Latest answer posted April 14, 2011, 9:30 am (UTC)

1 educator answer

Sense and Sensibility

The title of the book itself could be construed as representing the main conflict. Elinor is the Dashwood sister with "sense" in the story, whereas Marianne is, for the most part, a slave to her...

Latest answer posted March 30, 2018, 9:29 am (UTC)

3 educator answers

Sense and Sensibility

Jane Austen wrote Sense and Sensibility as a protest against the Romantic era and its emphasis of feelings over rational thought. Many Romantic authors and poets dramatized emotions, especially...

Latest answer posted March 5, 2012, 1:39 pm (UTC)

1 educator answer

Sense and Sensibility

The Dashwood women's removal to Barton Cottage significantly changes the company they keep as well as their prospects for marriage. Obviously, the family move means that Elinor will no longer...

Latest answer posted September 14, 2017, 11:07 pm (UTC)

2 educator answers

Sense and Sensibility

Marianne first learns to show emotional restraint. She comes to realize that she doesn't need to always wear her heart on her sleeve. She learns to restrain herself from jumping to conclusions. At...

Latest answer posted July 28, 2019, 6:11 pm (UTC)

1 educator answer

Sense and Sensibility

As the title suggests, Austen's main point in Sense and Sensibility is to philosophize or moralize about two different perspectives or personality types. Hence, since Austen uses two sisters to...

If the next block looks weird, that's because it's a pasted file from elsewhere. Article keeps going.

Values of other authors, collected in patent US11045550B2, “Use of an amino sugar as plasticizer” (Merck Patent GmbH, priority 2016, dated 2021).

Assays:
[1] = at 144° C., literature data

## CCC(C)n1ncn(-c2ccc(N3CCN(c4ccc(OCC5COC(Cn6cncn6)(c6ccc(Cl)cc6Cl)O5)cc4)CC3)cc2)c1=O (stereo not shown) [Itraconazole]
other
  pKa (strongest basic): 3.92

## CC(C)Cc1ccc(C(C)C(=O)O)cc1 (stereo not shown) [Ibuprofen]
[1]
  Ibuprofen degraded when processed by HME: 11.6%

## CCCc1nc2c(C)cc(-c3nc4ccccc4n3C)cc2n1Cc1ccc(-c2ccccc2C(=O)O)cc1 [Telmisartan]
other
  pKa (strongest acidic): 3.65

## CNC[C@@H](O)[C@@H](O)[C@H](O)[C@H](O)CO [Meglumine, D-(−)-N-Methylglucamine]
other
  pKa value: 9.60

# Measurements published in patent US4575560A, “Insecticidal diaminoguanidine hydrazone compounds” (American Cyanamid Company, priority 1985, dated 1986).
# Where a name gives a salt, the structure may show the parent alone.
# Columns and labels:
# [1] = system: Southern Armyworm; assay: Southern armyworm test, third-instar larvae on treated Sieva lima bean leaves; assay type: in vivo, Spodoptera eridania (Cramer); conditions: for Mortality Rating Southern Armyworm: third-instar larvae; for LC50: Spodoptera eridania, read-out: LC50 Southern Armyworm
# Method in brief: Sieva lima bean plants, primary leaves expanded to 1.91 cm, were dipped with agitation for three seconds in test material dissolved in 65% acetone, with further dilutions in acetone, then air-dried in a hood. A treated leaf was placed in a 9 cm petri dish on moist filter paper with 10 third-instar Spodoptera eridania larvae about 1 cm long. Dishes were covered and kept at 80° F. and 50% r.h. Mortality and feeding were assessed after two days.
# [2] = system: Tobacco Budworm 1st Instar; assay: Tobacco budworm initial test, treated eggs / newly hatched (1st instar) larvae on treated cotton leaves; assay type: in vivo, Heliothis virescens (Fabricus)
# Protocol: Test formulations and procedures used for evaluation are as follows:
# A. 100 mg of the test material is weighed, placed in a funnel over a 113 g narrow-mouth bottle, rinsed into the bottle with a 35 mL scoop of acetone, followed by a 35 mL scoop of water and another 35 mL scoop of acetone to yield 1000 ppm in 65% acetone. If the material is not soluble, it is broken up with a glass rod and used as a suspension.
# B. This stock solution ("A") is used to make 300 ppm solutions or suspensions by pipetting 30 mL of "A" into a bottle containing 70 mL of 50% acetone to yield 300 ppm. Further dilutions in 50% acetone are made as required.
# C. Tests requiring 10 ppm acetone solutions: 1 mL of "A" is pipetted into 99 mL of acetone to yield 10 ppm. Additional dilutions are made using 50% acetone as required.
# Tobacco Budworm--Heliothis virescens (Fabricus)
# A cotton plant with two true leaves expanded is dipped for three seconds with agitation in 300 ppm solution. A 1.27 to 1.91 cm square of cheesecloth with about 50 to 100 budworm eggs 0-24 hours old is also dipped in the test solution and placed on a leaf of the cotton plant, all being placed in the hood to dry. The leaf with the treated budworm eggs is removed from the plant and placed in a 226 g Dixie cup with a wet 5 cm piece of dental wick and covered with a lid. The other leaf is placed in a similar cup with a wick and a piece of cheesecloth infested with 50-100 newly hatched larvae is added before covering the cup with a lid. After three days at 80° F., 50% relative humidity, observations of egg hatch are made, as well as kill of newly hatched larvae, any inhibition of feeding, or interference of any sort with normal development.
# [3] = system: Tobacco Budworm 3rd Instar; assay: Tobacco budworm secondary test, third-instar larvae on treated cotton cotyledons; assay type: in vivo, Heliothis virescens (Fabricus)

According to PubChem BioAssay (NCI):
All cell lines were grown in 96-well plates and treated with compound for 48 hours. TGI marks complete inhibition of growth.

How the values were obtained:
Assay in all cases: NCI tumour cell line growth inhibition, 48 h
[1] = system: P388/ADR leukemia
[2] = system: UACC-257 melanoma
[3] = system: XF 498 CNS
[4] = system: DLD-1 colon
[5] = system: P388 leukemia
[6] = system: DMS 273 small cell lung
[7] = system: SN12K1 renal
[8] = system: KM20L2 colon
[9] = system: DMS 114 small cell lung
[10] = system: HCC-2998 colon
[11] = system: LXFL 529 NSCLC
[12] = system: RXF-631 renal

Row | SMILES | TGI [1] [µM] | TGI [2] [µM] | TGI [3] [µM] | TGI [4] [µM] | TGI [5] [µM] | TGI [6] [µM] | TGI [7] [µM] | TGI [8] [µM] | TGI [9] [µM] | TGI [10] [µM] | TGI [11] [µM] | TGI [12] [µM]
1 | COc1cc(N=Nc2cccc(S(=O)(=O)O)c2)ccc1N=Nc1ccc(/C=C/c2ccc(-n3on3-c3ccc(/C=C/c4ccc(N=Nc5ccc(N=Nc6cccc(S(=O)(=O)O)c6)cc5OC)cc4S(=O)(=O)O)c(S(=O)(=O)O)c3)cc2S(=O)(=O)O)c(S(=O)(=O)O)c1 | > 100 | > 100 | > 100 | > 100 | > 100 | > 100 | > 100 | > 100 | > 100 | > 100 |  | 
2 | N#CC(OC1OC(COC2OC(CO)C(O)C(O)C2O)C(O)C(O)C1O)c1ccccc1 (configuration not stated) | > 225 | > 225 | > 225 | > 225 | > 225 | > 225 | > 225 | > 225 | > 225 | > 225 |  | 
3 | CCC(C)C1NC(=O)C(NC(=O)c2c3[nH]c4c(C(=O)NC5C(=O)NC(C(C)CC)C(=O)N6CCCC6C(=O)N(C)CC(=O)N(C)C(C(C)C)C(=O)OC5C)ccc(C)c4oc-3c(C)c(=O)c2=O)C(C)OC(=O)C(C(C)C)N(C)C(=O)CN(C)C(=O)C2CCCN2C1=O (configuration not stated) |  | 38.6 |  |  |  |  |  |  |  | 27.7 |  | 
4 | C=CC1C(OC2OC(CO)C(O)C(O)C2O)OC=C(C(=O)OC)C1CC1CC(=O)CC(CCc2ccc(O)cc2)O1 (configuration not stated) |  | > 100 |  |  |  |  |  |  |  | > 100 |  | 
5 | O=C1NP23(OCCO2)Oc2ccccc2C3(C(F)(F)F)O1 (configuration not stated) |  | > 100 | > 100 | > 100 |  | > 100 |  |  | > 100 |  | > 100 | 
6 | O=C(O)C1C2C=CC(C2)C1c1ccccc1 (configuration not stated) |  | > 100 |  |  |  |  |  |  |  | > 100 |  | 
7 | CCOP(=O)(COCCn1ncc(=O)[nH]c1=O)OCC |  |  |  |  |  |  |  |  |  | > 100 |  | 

Latest answer posted January 9, 2013, 4:04 am (UTC)

1 educator answer

Sense and Sensibility

Austen made her central characters sets of siblings who have opposing characteristics and even opposing educations. This choice permits her to explore the ideas of human nature and environmental...

Latest answer posted September 25, 2018, 6:23 pm (UTC)

1 educator answer

Sense and Sensibility

Among others, Jane Austen alludes to William Gilpin, author of essays on the picturesque, when Marianne says: Every body pretends to feel and tries to describe with the taste and elegance of him...

Latest answer posted March 24, 2018, 1:52 pm (UTC)

2 educator answers

Sense and Sensibility

In order to understand Sense and Sensibility (indeed, any of Austen's works), it is critical to understand Georgian society and culture (1714-1830, includes Georgian Regency 1811-1820), especially...

Latest answer posted September 25, 2018, 6:23 pm (UTC)

1 educator answer

Sense and Sensibility